Venue: Drama Barn
‘Woman In Mind’ is centred around Susan, a woman slowly losing her grip on reality as the play progresses. In this production Eleanor Kiff draws us closer to Susan’s point of view. We can see Susan’s elaborate imagined Rose Garden, hear the sounds only she can hear and watch as she slowly loses her grip on who is real and who is not. Clare Duffy’s portrayal of Susan is so realistic and witty that it is almost unbelievable when she starts to lose her mind in the second act. Duffy marks a stark contrast to the characters formed around her and maintains an expertly executed vicar’s wife surrounded by a world of clowns.
Most notably, Kiff gives us a very clear contrast between Susan’s real family and her fantasy family. The fantasy family are as if they’ve come out of a 1950’s magazine, played out with tennis and ‘champers’. Even the lights are dimmed when we return to the world of Gerald and Muriel. That is not to say, however that these characters are by any means dull. They play the comics with a large contribution to wit. On Muriel’s entrances alone, Vanessa Ostick has the audience roaring with laughter. With saggy pantyhose and a monobrow, Ostick plays off Muriel’s undesirable character as a hilarious woman who, despite her best efforts, is no help to anyone. Will Heyes as Gerald, a polite vicar obsessed with writing his book, is in denial about his dwindling marriage to Susan. His embodiment of a tolerant vicar is faultless, from small touches to his spectacles to awkward fumblings with the chair; his awkward outbursts of anger and wit are hilariously entertaining and sharp.
As Ayckbourn’s other comics, the fantasy family provide us with the comedy of the absurd; no one is denied their humour here. Andy Watts as Andy (aptly), upon every entrance commands the space with an amusing and vast stage presence. His characterisation is so flamboyant that the audience cannot help but find him hilarious even when he is simply walking around the stage. Notably, in a scene where Susan and Andy Switch characters between each other and all of the other characters in the play, both Watts and Duffy excellently execute their changes with immense skill that must not go unnoticed. Similarly, Leigh Douglass as Lucy and Jack Gates as Tony supply more absurdism from the British High society. Together the three fantasy characters form a loud energetic bubble, burst by Michael Smith’s Rick at the end of Act One. Smith plays Rick as a hugely naturalistic boy in a grey hoodie and jeans. Smith provides a brilliant sense of naturalism to a colourful and implausible scene.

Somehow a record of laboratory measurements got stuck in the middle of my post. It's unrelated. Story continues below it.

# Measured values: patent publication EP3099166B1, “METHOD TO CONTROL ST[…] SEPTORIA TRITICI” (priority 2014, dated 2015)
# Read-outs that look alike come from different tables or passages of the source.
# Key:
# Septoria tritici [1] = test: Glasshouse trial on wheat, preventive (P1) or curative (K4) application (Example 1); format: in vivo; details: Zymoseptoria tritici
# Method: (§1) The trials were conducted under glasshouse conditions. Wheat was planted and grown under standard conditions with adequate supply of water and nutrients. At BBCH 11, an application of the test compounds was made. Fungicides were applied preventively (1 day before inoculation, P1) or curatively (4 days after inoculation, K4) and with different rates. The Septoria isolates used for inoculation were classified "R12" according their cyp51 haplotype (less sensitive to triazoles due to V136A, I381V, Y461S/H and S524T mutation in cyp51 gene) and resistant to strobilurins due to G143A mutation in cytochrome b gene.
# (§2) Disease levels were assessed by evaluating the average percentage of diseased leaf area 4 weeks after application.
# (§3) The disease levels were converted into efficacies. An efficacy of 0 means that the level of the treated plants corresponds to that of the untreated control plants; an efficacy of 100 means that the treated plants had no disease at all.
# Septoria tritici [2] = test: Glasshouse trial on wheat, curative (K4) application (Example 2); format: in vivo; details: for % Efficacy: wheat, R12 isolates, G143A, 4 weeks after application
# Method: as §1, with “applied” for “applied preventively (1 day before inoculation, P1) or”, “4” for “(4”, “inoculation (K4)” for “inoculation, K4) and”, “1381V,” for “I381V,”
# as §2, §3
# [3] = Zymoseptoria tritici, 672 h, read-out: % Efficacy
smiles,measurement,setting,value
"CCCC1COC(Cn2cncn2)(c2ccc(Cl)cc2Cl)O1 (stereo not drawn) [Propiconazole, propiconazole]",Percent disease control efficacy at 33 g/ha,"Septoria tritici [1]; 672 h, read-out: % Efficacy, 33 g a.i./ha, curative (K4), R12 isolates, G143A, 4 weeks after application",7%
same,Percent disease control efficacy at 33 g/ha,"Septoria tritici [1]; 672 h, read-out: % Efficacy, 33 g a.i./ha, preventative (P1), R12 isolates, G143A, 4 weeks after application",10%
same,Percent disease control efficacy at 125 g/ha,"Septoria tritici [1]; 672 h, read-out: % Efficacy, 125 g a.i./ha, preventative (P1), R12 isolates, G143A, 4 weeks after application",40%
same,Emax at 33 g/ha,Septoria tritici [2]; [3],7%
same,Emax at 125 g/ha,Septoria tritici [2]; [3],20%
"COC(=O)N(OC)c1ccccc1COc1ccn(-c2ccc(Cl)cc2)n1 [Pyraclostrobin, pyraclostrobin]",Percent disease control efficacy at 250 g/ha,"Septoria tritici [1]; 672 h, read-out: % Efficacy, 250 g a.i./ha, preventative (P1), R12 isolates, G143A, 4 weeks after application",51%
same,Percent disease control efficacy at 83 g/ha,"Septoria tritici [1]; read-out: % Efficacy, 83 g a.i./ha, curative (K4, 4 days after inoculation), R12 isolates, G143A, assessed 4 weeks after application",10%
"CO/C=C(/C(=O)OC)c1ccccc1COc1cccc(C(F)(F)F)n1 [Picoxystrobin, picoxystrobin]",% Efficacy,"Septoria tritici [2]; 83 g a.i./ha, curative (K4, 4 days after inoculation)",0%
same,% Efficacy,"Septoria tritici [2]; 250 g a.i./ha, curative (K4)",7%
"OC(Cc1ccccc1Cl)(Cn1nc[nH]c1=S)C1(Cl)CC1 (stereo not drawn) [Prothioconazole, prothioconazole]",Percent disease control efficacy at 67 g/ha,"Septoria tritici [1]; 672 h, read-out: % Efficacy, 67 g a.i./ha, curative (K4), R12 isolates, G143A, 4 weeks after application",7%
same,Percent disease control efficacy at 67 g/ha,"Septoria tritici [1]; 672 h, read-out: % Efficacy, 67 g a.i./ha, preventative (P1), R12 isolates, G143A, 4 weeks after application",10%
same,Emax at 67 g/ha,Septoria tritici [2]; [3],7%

It goes without saying how remaining on stage one hundred percent of the time is a large challenge for a student but Clare Duffy does not drop for even a second, she embodies Susan expertly and professionally. Bill plays Susan’s doctor who, as she perceives, becomes enamoured with her. David Bolwell as Bill provides a lot of foolish comedy; he falls over frogs and gets himself into hilariously awkward family situations. Bolwell provides us with an incredibly amusing, fumbling and awkward doctor.
I must mention that reading this play does not bring to light even a portion of comedy that this cast give us. Ayckbourn has written a lot of space for character in the play so that the most talented comedy actors could draw from it. Under the direction of Eleanor Kiff, this cast achieved perhaps even more comical moments than intended by Ayckbourn. It is well worth a visit to the barn before the run ends, else you will miss the moment to laugh at Ayckbourn’s farce.